I love the number 49 and its symbolism. Much better than 50. So I prefer to send out a shout to everyone on the last day of my 49th year in which I am walking on this strange and wonderful place called earth, rather than on the first day of the 50th year. My dear sister Daphne somehow knew I wanted to celebrate while I was still 49, when she organised a surprise party for me several months ago. I completely and totally bought it, even after my mom and two friends showed up in a park where you would not expect that. What a great present!
And then the Tuvans, for whom 49 is a special number, play their magic on me too. Tuva and its inhabitants have shaped my life in many ways. When I was halfway on to this point of my life and getting close to 25 years old, I first visited Tuva and fell in love with the place forever. 12 Years later I visited Tuva with June Wen, and it was then and there that we found out that we are destined for each other. That led to our marriage, to our kids, to me moving to Taiwan. Life-changing experiences in which Tuva seemed to play a role.
And right now, guess what? Earlier this year I began organising several Tuvan concerts here in Taiwan, and I was asked to curate two different acts for the Asian Pacific Traditional Arts Festival. And today (last day of 49) the first Tuvan group, a young quartet called Ezengi, has just finished their job (which they did very well) and returns to Tuva. And tomorrow (first day of 50) four fine senior musicians arrive from Tuva to Taiwan for this weekend’s performances: Shonchalai and Nachyn Choodu, Andrei Öpei and Valerii Mongush. Coincidence?
And then, there was this other coincidence this year. When I fist visited Tuva I learned about a Scythian ornament found during archaeological excavations, consisting of a panther biting its own tail. A wonderful symbol of infinity and the ever-repeating cycles of events. “Ma fin est mon commencement” (“my end is my beginning’) as mediaeval poets and musicians such as Guillaume de Machaut knew so well. This spring a very noble and inspiring friend, the philosopher Fons Elders, sent around a message with his view about this symbol, which is known as the ouroboros in the western world. A little later I performed in the Oosterkerk in Amsterdam with the wonderful Turkish ney player Sinan Arat, a concert I had arranged to be filmed so that I could share it with everybody. In the background of our stage happened to be . . . an ouroboros. So a few days ago, while working on the video I decided to call it “The Ouroboros Concert”. The next day I took the Tuvans to the Pacific Ocean – Tuva being very far removed from any sea or ocean. They decided to try surfing and that’s how I noticed the Scythian ouroboros tattooed on the arm of Anchy Damdyn. What a great idea! The first time ever I imagined I could have a tattoo too.
So by way of celebration and to express the gratitude I feel for being a human amidst so many wonderful human beings I share this Ouroboros concert video with you.
Hier is een brief die ik onlangs rondstuurde, toen ik op het punt stond 49 te worden (ook op de mailinglijst? laat het weten!):
49 Is een prachtig getal met een prachtige symboliek. Veel beter dan 50. Dus stuur ik een groet aan iedereen op de laatste dag van de 49 jaar dat ik op deze vreemde, wonderlijke planeet rondloop, in plaats van de eerste dag van mijn 50e. Mijn lieve zus Daphne voelde kennelijk al aan dat ik liever even stil sta bij mijn leven op mijn 49e, toen ze een surprise party voor me oganiseerde enkele maanden geleden. Ik stonk er totaal in, zelfs nadat mijn moeder en enkele vrienden spontaan opdoken in een park waar je hen toch niet 1-2-3 samen verwacht. Wat een geweldig cadeau!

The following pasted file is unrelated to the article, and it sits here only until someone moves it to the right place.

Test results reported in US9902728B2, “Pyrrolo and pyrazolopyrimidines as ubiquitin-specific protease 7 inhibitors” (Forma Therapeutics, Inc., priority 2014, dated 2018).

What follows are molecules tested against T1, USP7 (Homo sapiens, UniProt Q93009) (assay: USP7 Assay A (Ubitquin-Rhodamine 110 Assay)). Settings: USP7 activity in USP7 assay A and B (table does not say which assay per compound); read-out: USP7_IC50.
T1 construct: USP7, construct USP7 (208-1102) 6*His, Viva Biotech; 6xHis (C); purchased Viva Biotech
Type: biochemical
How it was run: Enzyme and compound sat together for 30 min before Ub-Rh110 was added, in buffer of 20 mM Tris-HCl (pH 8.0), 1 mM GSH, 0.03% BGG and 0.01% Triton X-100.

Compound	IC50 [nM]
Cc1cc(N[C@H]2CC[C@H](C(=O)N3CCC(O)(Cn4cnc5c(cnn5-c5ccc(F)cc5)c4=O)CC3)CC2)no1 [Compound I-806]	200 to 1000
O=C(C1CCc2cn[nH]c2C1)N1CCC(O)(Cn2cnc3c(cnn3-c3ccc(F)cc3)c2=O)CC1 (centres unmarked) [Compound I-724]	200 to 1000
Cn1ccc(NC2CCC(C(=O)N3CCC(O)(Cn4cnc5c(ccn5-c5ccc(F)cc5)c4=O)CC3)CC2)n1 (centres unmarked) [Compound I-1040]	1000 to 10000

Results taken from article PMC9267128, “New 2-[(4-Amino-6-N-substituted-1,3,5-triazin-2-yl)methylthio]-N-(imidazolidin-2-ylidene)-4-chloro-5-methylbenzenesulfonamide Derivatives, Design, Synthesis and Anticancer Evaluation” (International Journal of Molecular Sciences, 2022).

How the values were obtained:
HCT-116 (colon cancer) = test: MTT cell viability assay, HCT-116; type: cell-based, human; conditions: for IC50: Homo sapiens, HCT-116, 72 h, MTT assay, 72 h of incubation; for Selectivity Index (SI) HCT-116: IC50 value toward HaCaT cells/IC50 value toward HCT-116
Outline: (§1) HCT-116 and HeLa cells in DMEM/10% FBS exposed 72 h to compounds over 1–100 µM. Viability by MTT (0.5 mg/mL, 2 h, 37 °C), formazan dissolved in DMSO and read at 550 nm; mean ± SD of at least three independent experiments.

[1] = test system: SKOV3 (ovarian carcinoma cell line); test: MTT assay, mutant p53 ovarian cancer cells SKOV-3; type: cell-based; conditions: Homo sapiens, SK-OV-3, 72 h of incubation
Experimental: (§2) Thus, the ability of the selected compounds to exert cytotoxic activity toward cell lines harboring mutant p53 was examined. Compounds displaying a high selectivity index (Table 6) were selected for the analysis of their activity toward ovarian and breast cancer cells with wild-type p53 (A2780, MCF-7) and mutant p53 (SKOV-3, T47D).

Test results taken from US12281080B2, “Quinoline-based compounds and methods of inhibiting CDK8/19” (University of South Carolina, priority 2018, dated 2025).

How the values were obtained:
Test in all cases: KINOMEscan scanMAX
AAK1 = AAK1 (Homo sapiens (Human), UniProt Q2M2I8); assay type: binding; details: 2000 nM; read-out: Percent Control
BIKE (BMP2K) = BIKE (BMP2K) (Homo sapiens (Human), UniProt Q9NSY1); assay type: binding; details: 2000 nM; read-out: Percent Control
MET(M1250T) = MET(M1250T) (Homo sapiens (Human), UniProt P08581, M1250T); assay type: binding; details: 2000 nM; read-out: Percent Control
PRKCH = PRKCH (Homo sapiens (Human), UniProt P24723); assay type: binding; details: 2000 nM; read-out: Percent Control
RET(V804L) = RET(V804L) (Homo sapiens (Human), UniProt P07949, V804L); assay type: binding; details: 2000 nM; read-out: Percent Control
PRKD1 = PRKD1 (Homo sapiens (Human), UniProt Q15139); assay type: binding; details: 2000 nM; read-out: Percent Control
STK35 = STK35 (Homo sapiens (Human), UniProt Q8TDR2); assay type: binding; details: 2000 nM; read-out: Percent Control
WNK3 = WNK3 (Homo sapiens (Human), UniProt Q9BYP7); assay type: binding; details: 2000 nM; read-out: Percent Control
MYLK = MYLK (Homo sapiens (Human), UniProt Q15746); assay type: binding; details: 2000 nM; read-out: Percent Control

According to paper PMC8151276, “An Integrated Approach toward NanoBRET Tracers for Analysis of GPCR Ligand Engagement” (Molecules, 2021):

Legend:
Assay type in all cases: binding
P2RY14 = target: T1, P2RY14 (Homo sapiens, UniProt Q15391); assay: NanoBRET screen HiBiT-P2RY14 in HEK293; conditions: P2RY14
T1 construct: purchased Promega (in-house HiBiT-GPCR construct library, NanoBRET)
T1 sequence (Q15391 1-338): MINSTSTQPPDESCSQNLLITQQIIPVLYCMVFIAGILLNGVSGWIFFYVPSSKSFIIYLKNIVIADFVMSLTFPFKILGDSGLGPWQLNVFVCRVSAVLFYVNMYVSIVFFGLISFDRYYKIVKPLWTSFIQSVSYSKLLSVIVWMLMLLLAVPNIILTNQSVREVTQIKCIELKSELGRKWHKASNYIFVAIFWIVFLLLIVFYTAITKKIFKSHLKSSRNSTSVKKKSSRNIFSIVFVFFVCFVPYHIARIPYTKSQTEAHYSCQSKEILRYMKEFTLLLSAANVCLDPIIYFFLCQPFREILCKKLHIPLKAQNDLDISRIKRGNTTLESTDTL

En de Toevanen, voor wie het getal 49 ook speciale betekenis heeft, duiken ook weer op haast magische wijze op. Zoals jullie weten hebben Toeva en haar inwoners mijn leven op allerlei manieren vorm gegeven. Toen ik halverwege het punt was waar ik nu ben, dus bijna 25 jaar oud, bezocht ik Toeva voor het eerst en raakte voorgoed verslingerd aan deze plek. 12 Jaar later ging ik naar Toeva met June en we ontdekten, toen en daar, dat we voorbestemd waren voor elkaar. Dat leidde dus tot ons huwelijk, kinderen en tenslotte mijn verhuizing naar Taiwan. Nog een levenswending waar Toeva haast een sturende hand in leek te hebben.
En wat is er nu aan de hand? Ik begon eerder dit jaar een aantal Toevaanse concerten te organiseren hier in Taiwan, en werd onder andere verzocht twee programma’s in te vullen voor het Asian Pacific Traditional Arts Festival. En vandaag (de laatste dag dat ik 49 ben) vertrekt de eerste Toevaanse groep, een jong kwartet genaamd Ezengi (nadat ze zich trouwens uitstekend gekweten hebben van hun taak). En morgen (de eerste dag dat ik 50 ben) arriveren er vier geweldige senior musici uit Toeva: Shonchalai en Nachyn Choodu, Andrei Öpei en Valerii Mongush. Toeval?
En dan was er nog iets dit jaar. Toen ik Toeva voor het eerst bezocht leerde ik een Scythisch ornament kennen, dat bij archeologische opgravingen gevonden was en dat bestaat uit een panter die in zijn staart bijt. Een prachtig symbool van oneindigheid en de eeuwigdurende cycli van gebeurtenissen. “Ma fin est mon commencement” zoals middeleeuwse dichters en musici als Guillaume de Machaut heel goed wisten. Dit voorjaar stuurde vriend en inspiratiebron Fons Elders een bericht rond met daarin zijn visie op dit symbool, dat bekend staat als oeroboros in de westerse wereld. Iets later trad ik op in de Oosterkerk in Amsterdam met een geweldige Turkse ney-speler, Sinan Arat, een concert dat ik liet opnemen op video (en waarvoor je de link onderaan vindt). Juist achter ons podium bevond zich . . . een mooie uit hout gesneden oeroboros. En dus besloot ik een aantal dagen geleden toen ik met de video bezig was om ons optreden Het Oeroboros Concert te noemen. De volgende dag (afgelopen zaterdag) nam ik de Toevaanse musici mee naar de oceaan (waar de Toevanen verder van verwijderd zijn dan zo’n beetje wie dan ook ter wereld). Ze wilden graag gaan surfen en zo ontdekte ik de tatoeage van zo’n Scytische oeroboros op de arm van Anchy Damdyn. Wat een geweldig idee! Nooit eerder had ik ook maar een seconde de gedachte gekoesterd dat een tatoeage voor mij zelf ook best interessant kon zijn.
Dus om even stil te staan bij dit bijzondere moment in mijn leven en uitdrukking te geven aan de dankbaarheid om een mens te zijn te midden van allerlei fantastische mensen met wie ik mij omringd weet, deel ik nu deze Oeroboros concertvideo met jullie.